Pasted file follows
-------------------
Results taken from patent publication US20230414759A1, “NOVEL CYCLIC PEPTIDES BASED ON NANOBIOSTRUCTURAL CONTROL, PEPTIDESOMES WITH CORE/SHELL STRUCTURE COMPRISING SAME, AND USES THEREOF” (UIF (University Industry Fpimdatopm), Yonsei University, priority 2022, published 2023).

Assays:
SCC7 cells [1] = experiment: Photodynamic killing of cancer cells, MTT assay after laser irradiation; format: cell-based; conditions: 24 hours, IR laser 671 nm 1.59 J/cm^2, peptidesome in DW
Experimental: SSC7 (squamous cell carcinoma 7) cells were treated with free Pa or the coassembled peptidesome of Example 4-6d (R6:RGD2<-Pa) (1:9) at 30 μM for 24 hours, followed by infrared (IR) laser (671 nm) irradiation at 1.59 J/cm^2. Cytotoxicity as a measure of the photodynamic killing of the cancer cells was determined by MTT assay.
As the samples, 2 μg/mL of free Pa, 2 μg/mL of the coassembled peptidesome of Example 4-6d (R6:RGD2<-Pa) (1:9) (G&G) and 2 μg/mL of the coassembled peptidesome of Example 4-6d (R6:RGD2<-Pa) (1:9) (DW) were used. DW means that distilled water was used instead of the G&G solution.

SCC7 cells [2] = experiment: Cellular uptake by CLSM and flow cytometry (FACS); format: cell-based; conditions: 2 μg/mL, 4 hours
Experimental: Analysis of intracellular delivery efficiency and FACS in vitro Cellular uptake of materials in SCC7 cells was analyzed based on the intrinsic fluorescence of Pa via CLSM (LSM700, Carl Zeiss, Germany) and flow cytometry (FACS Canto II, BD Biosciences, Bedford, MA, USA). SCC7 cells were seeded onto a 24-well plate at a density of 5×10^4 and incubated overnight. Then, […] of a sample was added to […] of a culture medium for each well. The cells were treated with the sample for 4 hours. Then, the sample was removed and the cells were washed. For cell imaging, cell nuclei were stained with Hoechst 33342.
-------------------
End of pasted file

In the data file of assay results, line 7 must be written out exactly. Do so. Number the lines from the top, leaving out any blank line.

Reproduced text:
Experimental: Analysis of intracellular delivery efficiency and FACS in vitro Cellular uptake of materials in SCC7 cells was analyzed based on the intrinsic fluorescence of Pa via CLSM (LSM700, Carl Zeiss, Germany) and flow cytometry (FACS Canto II, BD Biosciences, Bedford, MA, USA). SCC7 cells were seeded onto a 24-well plate at a density of 5×10^4 and incubated overnight. Then, […] of a sample was added to […] of a culture medium for each well. The cells were treated with the sample for 4 hours. Then, the sample was removed and the cells were washed. For cell imaging, cell nuclei were stained with Hoechst 33342.